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The Effect of Treatment History on Therapeutic Outcome: An Experimental Approach

Simon Kessner1; Katja Wiech, PhD2,3; Katarina Forkmann, MS4; Markus Ploner, MD5; Ulrike Bingel, MD4,6
[+] Author Affiliations
1Medical student at the University Medical Center Hamburg-Eppendorf, Hamburg, Germany
2Oxford Centre for Functional Magnetic Resonance Imaging of the Brain and Nuffield Department of Clinical Neurosciences, John Radcliffe Hospital, University of Oxford, Oxford, England
3Centre for Pain Research, University of Bath, Bath, England
4Department of Neurology, University Medical Center Hamburg-Eppendorf, Hamburg, Germany
5Department of Neurology, Technische Universität München, Munich, Germany
6Department of Systems Neuroscience, University Medical Center Hamburg-Eppendorf, Hamburg, Germany
JAMA Intern Med. 2013;173(15):1468-1469. doi:10.1001/jamainternmed.2013.6705.
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Therapeutic context can critically determine treatment outcome.1 Prior experience with a treatment is an important contextual factor that has been shown to modulate treatment efficacy.2,3 To date, this influence of prior treatment experience has been studied only within the same treatment approach. However, in clinical practice, treatments are often changed, particularly in case of failure. The aim of this study was therefore to investigate whether the effects of treatment history carry over from one treatment approach to another.

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Experimental Design and Behavioral and Neuroimaging Results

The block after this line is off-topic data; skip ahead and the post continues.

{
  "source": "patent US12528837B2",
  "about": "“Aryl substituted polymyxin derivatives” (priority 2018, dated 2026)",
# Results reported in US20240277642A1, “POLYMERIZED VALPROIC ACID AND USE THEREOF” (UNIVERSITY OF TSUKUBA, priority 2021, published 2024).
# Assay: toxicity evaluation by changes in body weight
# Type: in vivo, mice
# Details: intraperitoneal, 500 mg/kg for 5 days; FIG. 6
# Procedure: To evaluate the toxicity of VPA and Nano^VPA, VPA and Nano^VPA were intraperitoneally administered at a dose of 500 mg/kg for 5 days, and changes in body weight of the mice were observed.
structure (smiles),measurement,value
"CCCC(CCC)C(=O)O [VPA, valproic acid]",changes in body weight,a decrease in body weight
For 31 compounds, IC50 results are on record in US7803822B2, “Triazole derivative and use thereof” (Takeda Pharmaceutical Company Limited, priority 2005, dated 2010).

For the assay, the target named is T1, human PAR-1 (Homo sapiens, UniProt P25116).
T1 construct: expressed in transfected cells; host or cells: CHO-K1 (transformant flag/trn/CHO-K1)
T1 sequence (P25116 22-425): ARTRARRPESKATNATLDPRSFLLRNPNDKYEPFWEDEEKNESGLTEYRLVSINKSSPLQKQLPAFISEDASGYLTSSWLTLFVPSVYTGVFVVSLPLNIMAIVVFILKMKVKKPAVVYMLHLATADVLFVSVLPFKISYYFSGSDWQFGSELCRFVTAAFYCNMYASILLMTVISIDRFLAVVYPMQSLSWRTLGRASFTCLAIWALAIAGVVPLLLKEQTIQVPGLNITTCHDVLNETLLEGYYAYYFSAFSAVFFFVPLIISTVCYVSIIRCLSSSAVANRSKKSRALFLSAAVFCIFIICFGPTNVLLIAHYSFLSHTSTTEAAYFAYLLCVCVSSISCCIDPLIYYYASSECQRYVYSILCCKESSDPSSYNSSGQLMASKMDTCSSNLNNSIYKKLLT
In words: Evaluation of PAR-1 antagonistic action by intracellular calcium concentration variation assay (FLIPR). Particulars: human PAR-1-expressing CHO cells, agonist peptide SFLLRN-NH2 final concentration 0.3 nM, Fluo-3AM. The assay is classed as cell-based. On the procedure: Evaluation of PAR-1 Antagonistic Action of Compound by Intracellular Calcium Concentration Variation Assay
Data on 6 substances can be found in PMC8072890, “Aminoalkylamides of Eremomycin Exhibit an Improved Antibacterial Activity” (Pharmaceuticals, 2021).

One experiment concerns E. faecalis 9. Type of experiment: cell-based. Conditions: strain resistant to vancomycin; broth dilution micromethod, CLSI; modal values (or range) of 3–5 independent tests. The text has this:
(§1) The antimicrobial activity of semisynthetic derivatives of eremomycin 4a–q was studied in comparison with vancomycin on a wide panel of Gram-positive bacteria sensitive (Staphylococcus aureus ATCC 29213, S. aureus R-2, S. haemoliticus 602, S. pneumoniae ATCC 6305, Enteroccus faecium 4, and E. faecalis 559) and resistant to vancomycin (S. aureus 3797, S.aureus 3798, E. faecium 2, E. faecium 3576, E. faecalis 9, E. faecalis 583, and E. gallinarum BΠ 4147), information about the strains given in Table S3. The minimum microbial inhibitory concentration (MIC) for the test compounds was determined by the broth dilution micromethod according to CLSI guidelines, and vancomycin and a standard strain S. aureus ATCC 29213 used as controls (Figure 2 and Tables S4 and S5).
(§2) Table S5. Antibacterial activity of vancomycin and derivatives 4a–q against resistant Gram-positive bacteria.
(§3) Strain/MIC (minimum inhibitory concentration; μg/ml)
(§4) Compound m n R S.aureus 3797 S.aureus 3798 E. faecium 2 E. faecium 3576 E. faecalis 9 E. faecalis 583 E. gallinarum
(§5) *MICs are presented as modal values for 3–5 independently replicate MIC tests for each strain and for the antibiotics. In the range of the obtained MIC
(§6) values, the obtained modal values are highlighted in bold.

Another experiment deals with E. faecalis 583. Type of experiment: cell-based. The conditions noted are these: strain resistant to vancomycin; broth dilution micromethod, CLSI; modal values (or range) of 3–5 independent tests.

A, The experiment took place on 3 consecutive days. On days 1 and 2, either a positive or negative treatment experience was induced by combining an inert patch treatment with a conditioning procedure. On day 3, the analgesic response to a second analgesic treatment, applied as an ointment, was assessed. Bars indicate the stimulation intensities of applied heat pain stimuli on a scale of 0 to 100, with 0 indicating no pain and 100 indicating unbearable pain. B, The therapeutic effect of the ointment treatment, defined as the pain reduction on the treated compared with the untreated site, was significantly lower in the negative than in the positive treatment history group. Bars (error bars) show the mean (standard error of the mean) difference in VAS pain ratings between the treated and untreated sites for the positive and negative treatment history groups; P = .007. C, Functional magnetic resonance imaging responses as a physiological marker of analgesia showed a weaker reduction of pain-related activity in the posterior insula in the negative compared with the positive treatment history group. Interaction contrast [(Control Site − Treatment SitePositive Group) – (Control Site − Treatment SiteNegative Group)] thresholded at P < .005 for visualization purposes is overlaid on a T1-weighted structural brain image. Peak voxel, 48, −8, 10 in Montreal Neurological Institute coordinates; t = 4.0; P = .04 corrected using small volume correction (20-mm sphere). R indicates right; color bar indicates t-value.

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